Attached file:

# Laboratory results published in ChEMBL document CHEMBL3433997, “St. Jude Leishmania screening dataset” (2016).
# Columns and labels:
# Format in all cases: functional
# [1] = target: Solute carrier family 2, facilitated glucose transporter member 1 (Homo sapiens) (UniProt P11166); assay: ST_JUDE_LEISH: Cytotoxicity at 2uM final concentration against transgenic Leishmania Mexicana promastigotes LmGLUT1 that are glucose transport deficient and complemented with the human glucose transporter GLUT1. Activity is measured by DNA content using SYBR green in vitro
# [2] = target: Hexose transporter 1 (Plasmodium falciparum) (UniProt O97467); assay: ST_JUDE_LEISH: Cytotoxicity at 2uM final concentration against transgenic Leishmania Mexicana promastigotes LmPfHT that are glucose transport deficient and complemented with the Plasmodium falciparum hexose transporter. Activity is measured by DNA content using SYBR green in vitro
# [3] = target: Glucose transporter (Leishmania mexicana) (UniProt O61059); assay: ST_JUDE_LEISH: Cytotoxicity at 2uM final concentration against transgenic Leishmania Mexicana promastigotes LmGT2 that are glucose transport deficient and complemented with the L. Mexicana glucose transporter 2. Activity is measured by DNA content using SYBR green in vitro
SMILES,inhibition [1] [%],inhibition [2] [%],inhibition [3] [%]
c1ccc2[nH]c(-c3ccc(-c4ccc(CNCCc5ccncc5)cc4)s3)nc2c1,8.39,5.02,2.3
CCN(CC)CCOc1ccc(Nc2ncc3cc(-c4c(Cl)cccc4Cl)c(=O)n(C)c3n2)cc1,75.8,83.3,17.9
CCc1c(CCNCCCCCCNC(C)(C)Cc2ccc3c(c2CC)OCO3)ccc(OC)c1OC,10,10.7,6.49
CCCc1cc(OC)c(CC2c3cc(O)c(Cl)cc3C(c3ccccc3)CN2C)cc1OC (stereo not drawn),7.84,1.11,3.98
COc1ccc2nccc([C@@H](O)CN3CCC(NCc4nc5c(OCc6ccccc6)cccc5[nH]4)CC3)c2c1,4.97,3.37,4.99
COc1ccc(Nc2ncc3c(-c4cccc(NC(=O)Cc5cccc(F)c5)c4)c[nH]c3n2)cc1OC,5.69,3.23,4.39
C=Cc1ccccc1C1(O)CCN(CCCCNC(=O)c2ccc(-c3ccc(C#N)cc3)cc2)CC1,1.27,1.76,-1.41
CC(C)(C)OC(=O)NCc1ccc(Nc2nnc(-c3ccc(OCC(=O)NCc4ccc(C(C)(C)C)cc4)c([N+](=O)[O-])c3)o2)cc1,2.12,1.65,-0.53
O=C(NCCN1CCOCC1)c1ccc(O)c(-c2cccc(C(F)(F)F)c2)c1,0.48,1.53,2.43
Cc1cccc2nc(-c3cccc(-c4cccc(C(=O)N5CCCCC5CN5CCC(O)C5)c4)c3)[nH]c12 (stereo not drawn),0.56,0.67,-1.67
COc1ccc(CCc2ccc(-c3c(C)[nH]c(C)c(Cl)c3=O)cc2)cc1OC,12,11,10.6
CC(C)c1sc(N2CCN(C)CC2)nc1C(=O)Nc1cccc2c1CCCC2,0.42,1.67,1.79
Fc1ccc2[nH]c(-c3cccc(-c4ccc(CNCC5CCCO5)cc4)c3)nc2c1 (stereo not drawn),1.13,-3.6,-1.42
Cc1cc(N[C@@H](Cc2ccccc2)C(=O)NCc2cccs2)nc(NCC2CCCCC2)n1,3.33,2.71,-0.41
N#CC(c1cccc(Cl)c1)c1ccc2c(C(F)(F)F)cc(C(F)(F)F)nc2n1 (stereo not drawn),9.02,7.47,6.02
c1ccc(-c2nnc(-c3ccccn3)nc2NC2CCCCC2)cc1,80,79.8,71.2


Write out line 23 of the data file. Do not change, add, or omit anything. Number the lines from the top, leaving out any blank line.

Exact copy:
c1ccc(-c2nnc(-c3ccccn3)nc2NC2CCCCC2)cc1,80,79.8,71.2